A DeKalb County grand jury on Thursday indicted three former DeKalb employees in a massive ticket-fixing scheme.
Five other non-employees were named in the 37-page indictment that includes racketeering charges and says county court workers and their friends profited from dismissing traffic tickets.
Over a nearly eight-year period, the eight people -- including three former DeKalb Recorder's Court deputy clerks -- dismissed, closed out or destroyed traffic citations for money or retail vouchers, DeKalb District Attorney Gwendolyn Keyes Fleming said Thursday.
The court employees would charge people half the amount of the citation to have it disposed of, according to the indictment. Two Stone Mountain businesses were used as referral points, and 25 percent finder's fees were paid. In some cases, people involved were given store credit for the affiliated businesses, Fleming said at the DeKalb courthouse.
The defendants "actually stole from the county, or prevented the county from collecting fees," she said.
The cost to the county hasn't been determined, Fleming said.
An independent report released in December showed that the Reporter's Court took in as much as $150,000 per week in cash, cash bonds or surety bonds. But the report, given to the County Commission by consultants Ken Harris and B.J. Van Gundy, indicated "that less than 40 percent of those cash and surety bonds ... are entered and tracked in the court's [computer] system."
Indicted Thursday were former court deputy clerks Charlene Nettles Johnson, Stephan Bruce Roberts and Adrian "Tony" Andrews.
Outside accomplices named in the indictment were Sonia Williams, Reshonda Counts, Marlene Findley, Tameka Shrone Johnson and Andrea Ariean Sinclair.
Fleming identified three others -- former recording court employee Vanessa Adel Burks, former DeKalb probations office employee Tanzey Sankie and Brenda Singleton -- who weren't involved in the huge scam but were named independently in individual ticket fixing indictments, Fleming said.
Each of the individuals indicted has been arrested at some point and has bonded out of jail, Fleming said.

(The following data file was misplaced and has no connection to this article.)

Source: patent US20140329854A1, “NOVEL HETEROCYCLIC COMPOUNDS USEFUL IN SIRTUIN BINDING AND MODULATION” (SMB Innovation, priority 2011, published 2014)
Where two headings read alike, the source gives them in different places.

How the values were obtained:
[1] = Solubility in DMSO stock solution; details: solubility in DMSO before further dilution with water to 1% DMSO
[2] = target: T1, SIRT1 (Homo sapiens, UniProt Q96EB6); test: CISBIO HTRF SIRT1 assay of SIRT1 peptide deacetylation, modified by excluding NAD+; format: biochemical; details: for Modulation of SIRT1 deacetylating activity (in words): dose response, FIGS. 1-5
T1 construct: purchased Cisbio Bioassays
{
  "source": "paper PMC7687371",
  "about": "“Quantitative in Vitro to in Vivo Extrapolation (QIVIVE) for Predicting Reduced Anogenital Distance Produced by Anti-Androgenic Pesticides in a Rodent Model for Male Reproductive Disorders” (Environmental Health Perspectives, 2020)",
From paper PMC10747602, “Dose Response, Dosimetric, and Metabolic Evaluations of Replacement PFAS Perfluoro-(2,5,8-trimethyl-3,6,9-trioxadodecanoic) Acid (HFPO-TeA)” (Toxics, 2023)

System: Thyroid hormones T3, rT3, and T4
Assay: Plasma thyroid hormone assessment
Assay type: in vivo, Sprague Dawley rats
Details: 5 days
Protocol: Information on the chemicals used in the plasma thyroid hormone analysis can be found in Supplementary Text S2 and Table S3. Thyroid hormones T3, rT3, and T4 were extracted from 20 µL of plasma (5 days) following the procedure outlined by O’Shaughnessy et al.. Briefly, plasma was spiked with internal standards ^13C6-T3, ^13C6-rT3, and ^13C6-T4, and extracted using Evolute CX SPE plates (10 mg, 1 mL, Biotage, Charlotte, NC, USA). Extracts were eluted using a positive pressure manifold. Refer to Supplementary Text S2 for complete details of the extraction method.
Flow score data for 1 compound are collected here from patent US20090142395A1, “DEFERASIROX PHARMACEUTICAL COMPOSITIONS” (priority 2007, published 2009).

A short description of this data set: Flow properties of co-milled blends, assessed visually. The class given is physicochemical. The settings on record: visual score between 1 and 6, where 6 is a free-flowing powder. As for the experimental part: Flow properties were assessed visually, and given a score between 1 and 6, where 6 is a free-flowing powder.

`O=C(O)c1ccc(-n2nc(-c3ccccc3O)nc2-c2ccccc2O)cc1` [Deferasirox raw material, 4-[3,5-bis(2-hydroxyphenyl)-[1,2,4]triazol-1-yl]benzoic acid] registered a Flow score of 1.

In all, 171 tickets were fixed in the multi-person scheme, according to the indictment. Fleming said that number accounts for only five years, the statutory limit for prosecution.
"But we found tickets as old as 2001 and 2002," she said.
Charlene Johnson, Andrews and Roberts would solicit people with tickets to pay half the fine to one of them, and in exchange they would either "destroy the ticket, remove the ticket from the computer system, list the ticket as being dismissed on the computer system, or go to a judge and tell them falsely that the officer had requested a dismissal of the ticket," the indictment said.
Findley and Counts were friends of Charlene Johnson and employees at Fidel's Salon on Memorial Drive, where the indictment claimed they made referrals to the deputy clerks.
Shop owner Denise Johnson said she fired Findley last year when she discovered her involvement in the scam. She said she only learned Thursday that Counts also was involved.
"I had no idea that was going on," Denise Johnson said by phone. "I can't have that going on in my business."
Williams owns a Stone Mountain clothing store -- Glitzy Dazzle in -- which customers of the scheme used as a "drop box," bringing their tickets to be handled, the indictment said.
Williams also gave Charlene Johnson store credit for fixing Williams' tickets and the tickets of those referred through Williams' business, the indictment said. Williams declined comment when reached by phone at her business Thursday evening.
Each of the eight accomplices could face up to 40 years in jail, Fleming said.
Of those listed on individual indictments, Singleton was charged with bribery and conspiracy. Former county employees Burks and Sankie both have been accused of making false statements, officials said. Burks also was charged with public records fraud and Sankie with public records theft.
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